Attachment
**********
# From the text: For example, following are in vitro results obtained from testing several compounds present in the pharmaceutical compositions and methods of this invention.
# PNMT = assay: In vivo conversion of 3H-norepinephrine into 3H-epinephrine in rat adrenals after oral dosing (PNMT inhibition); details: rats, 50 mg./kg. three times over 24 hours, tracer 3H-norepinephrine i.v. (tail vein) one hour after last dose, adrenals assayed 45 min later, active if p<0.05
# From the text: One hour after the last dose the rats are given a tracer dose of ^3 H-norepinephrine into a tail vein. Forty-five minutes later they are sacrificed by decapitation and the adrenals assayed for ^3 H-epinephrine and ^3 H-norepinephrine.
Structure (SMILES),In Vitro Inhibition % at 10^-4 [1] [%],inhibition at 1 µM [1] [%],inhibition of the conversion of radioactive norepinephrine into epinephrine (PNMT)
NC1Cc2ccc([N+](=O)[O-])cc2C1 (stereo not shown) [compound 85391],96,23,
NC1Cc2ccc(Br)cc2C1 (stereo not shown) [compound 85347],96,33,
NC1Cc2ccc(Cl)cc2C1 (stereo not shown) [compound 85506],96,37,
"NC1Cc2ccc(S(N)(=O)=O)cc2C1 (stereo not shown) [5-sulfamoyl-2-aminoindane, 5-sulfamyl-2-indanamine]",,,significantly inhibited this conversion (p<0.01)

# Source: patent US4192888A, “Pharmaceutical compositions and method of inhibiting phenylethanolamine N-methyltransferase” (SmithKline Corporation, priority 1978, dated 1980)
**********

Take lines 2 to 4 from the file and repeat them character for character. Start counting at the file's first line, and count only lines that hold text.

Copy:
# PNMT = assay: In vivo conversion of 3H-norepinephrine into 3H-epinephrine in rat adrenals after oral dosing (PNMT inhibition); details: rats, 50 mg./kg. three times over 24 hours, tracer 3H-norepinephrine i.v. (tail vein) one hour after last dose, adrenals assayed 45 min later, active if p<0.05
# From the text: One hour after the last dose the rats are given a tracer dose of ^3 H-norepinephrine into a tail vein. Forty-five minutes later they are sacrificed by decapitation and the adrenals assayed for ^3 H-epinephrine and ^3 H-norepinephrine.
Structure (SMILES),In Vitro Inhibition % at 10^-4 [1] [%],inhibition at 1 µM [1] [%],inhibition of the conversion of radioactive norepinephrine into epinephrine (PNMT)